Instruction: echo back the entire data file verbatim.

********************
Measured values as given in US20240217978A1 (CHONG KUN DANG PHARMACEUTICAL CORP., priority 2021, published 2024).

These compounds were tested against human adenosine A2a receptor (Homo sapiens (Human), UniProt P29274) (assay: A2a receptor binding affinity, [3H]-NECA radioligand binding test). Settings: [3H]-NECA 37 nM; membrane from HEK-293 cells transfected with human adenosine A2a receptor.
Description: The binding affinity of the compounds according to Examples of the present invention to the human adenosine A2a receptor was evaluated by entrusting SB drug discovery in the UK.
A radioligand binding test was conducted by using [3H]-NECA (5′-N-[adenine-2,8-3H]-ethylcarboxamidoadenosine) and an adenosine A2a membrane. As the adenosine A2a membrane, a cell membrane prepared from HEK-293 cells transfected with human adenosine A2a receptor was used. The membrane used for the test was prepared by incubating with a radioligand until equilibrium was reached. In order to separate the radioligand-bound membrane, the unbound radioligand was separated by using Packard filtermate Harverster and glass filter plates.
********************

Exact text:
Measured values as given in US20240217978A1 (CHONG KUN DANG PHARMACEUTICAL CORP., priority 2021, published 2024).

These compounds were tested against human adenosine A2a receptor (Homo sapiens (Human), UniProt P29274) (assay: A2a receptor binding affinity, [3H]-NECA radioligand binding test). Settings: [3H]-NECA 37 nM; membrane from HEK-293 cells transfected with human adenosine A2a receptor.
Description: The binding affinity of the compounds according to Examples of the present invention to the human adenosine A2a receptor was evaluated by entrusting SB drug discovery in the UK.
A radioligand binding test was conducted by using [3H]-NECA (5′-N-[adenine-2,8-3H]-ethylcarboxamidoadenosine) and an adenosine A2a membrane. As the adenosine A2a membrane, a cell membrane prepared from HEK-293 cells transfected with human adenosine A2a receptor was used. The membrane used for the test was prepared by incubating with a radioligand until equilibrium was reached. In order to separate the radioligand-bound membrane, the unbound radioligand was separated by using Packard filtermate Harverster and glass filter plates.